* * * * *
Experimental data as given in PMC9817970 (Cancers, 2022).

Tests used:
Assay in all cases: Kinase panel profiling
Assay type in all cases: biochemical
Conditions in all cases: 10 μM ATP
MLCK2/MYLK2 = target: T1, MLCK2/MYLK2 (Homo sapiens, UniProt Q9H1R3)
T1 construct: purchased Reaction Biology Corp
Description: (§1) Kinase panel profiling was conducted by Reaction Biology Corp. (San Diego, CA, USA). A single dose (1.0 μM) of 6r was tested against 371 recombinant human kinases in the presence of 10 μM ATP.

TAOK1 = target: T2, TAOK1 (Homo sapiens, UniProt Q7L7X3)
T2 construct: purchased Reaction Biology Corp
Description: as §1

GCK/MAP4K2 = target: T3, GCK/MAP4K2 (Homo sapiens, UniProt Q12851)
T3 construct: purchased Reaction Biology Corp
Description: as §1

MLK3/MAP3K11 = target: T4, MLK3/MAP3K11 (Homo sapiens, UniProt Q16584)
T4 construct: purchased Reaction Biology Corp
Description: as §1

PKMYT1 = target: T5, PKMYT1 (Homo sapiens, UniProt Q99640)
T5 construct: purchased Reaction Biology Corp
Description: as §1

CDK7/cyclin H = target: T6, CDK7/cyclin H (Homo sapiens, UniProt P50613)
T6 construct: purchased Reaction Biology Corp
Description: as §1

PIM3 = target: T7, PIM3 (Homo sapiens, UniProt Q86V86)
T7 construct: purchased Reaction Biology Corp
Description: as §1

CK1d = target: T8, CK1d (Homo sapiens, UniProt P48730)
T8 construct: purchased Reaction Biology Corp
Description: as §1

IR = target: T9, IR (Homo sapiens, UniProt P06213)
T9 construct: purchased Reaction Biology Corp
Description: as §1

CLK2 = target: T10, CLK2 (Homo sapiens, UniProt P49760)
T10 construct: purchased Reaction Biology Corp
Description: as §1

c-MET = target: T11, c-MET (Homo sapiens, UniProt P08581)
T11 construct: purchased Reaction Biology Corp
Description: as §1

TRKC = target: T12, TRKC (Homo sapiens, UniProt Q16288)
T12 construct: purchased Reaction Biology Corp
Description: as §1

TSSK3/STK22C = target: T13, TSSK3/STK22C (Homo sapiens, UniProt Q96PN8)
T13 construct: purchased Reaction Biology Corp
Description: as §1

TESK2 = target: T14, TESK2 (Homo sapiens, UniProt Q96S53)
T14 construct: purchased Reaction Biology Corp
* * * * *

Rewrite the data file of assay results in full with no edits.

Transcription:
Experimental data as given in PMC9817970 (Cancers, 2022).

Tests used:
Assay in all cases: Kinase panel profiling
Assay type in all cases: biochemical
Conditions in all cases: 10 μM ATP
MLCK2/MYLK2 = target: T1, MLCK2/MYLK2 (Homo sapiens, UniProt Q9H1R3)
T1 construct: purchased Reaction Biology Corp
Description: (§1) Kinase panel profiling was conducted by Reaction Biology Corp. (San Diego, CA, USA). A single dose (1.0 μM) of 6r was tested against 371 recombinant human kinases in the presence of 10 μM ATP.

TAOK1 = target: T2, TAOK1 (Homo sapiens, UniProt Q7L7X3)
T2 construct: purchased Reaction Biology Corp
Description: as §1

GCK/MAP4K2 = target: T3, GCK/MAP4K2 (Homo sapiens, UniProt Q12851)
T3 construct: purchased Reaction Biology Corp
Description: as §1

MLK3/MAP3K11 = target: T4, MLK3/MAP3K11 (Homo sapiens, UniProt Q16584)
T4 construct: purchased Reaction Biology Corp
Description: as §1

PKMYT1 = target: T5, PKMYT1 (Homo sapiens, UniProt Q99640)
T5 construct: purchased Reaction Biology Corp
Description: as §1

CDK7/cyclin H = target: T6, CDK7/cyclin H (Homo sapiens, UniProt P50613)
T6 construct: purchased Reaction Biology Corp
Description: as §1

PIM3 = target: T7, PIM3 (Homo sapiens, UniProt Q86V86)
T7 construct: purchased Reaction Biology Corp
Description: as §1

CK1d = target: T8, CK1d (Homo sapiens, UniProt P48730)
T8 construct: purchased Reaction Biology Corp
Description: as §1

IR = target: T9, IR (Homo sapiens, UniProt P06213)
T9 construct: purchased Reaction Biology Corp
Description: as §1

CLK2 = target: T10, CLK2 (Homo sapiens, UniProt P49760)
T10 construct: purchased Reaction Biology Corp
Description: as §1

c-MET = target: T11, c-MET (Homo sapiens, UniProt P08581)
T11 construct: purchased Reaction Biology Corp
Description: as §1

TRKC = target: T12, TRKC (Homo sapiens, UniProt Q16288)
T12 construct: purchased Reaction Biology Corp
Description: as §1

TSSK3/STK22C = target: T13, TSSK3/STK22C (Homo sapiens, UniProt Q96PN8)
T13 construct: purchased Reaction Biology Corp
Description: as §1

TESK2 = target: T14, TESK2 (Homo sapiens, UniProt Q96S53)
T14 construct: purchased Reaction Biology Corp